Sunday, December 13, 2009

Comment on The Belmont Club
"Civis Romanus Sum"


International Law is the Law of Nations, individuals have no place in it. Over the last 40 years enormous effort has been expended to validate the entirely false concept of Human Rights as individual rights that can be used to appeal beyond the authority of a sovereign democracy's law. This has been done for three connected reasons;
1) Reduce the legal and moral standing of the Democracies to that of the
     average arbitrary dictatorship
2) Empower the United Nations and it's administrative legal system
     above that of Codes based on consent
3) Gives equal standing to non-state actors in their disputes with
     traditional nation states.

The first is shown by the actions of the UN Human Rights Commission, in which dictatorships issue condemnations of democracies. The second is shown by the abuse of the International Court at The Hague and a network of complicit local judges and prosecutors who have assumed the power ex cathedra to launch investigations and threaten to sit in judgement on the conduct of officials of democracies. The third has been used by many criminal and terrorist organizations but the policy was driven and the attendant assaults on the standing of traditional democratic states was formulated for one specific group of non-state actors, the Palestinians.

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Does the distinction between citizens and non-citizens mean that a foreigner has no rights? Clearly not but where do those rights that they posses come from?

First is that in International Law a State makes provision for its citizens to be treated with respect and offered due process by the legal system of another country when traveling or doing business. That is done by bilateral treaty between the two Nation-States. It is normal for the relationship agreed upon to be one of mutuality in which each country promises that the citizens of the other will have the same rights that the Sovereign offers to its own.

In theory other arrangements are possible. During the last two centuries treaties were concluded between Western powers and others, notably the Emperor of China and the Caliph of the Ottoman Empire, that granted the citizens of the Western country a higher standing, known as extraterritoriality, than was granted by the asiatic power to its own subjects.

There are nations that do not have treaty arrangements for the protection of each others citizens and commerce. That can be due to a lack of contact, now rare, or hostility short of belligerence such as a failure to recognize a government or a suspended state of hostilities without a Peace Treaty. The United States has no diplomatic relations with the Democratic People's Republic of Korea and if an American were to be incarcerated there we would in theory rely on the United Nations command, really Americans, to intervene or there is often a situation in which another country that does have relations with both will host an "Interests section" within its own embassy that would act to assist if possible. In Cuba there are US diplomats in Havana who are formally part of the Embassy of Switzerland, and there are Cubans in the Swiss Embassy in Washington DC. In some cases no diplomat from the nation whose citizen is effected is present but others acted as a conduit. During the period when the US had no relations with the People's Republic of China we used the good offices of Poland.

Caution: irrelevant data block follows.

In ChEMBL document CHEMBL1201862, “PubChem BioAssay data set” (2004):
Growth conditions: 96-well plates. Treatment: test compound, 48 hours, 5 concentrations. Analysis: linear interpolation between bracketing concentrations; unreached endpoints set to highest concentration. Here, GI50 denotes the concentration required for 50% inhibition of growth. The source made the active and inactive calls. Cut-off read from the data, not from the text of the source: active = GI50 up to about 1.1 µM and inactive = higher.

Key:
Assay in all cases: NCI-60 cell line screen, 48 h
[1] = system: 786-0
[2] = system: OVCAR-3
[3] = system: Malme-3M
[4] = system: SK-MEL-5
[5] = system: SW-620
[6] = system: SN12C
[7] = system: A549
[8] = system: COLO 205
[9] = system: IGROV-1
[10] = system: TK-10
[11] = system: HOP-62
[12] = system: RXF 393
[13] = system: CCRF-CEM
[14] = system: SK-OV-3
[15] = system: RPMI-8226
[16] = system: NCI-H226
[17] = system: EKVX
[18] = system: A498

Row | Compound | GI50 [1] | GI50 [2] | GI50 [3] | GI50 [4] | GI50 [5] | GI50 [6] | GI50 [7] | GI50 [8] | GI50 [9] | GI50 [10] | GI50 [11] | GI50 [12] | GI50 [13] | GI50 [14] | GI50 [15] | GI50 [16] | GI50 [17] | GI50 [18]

When two countries are in a state of war those treaties are broken or put in abeyance and the persons and property of a belligerent will then be subject to seizure. Traditionally with a view towards the restoration of relations after the conclusion of hostilities a nation makes some provision in domestic law to protect alien property during the period of rupture and to intern or deport peaceful civilian noncombatants. More recently the concept of refugees who are citizens of a hostile state but fleeing from it has been introduced. There is also but on a more limited level a set of mutual agreements, like the Geneva Conventions, that set standards for the treatment of subjects of a hostile nation during wartime.

The second set of laws that governs the treatment of aliens within a country is the domestic legal code. For the United States that includes the 14th Amendment injunction that grants all persons "due process" and a realization that our system is rooted in principles that flow from the Judeo-christian tradition.
Lev 19:33-34
33 And if a stranger sojourn with thee in your land, ye shall not do him wrong. 34 The stranger that sojourneth with you shall be unto you as the home-born among you, and thou shalt love him as thyself; for ye were strangers in the land of Egypt: I am the LORD your God
For the US the biblical standard must be codified in the law to be effective but a judge could cite it in determining the intent of a legal or constitutional guide. Each country uses its sources differently or if from a different ethical tradition may use wildly differing sources, and there is no reason to assume that a person traveling overseas will have the same protections that they do in their own country.

sirius sir,
Thank you

wretchard,
My father got his final combat familiarization training from the Nisei. He said they were incredibly tough and good and they told him not to be in a hurry to get up there. One argument I heard about WW-II was that our Germans (Eisenhower etc.) proved better than their Germans. I once had the British Ambassador almost apoplectic in front of me as he was being screened by TSA., "But we are traveling on British Diplomatic Passports!"

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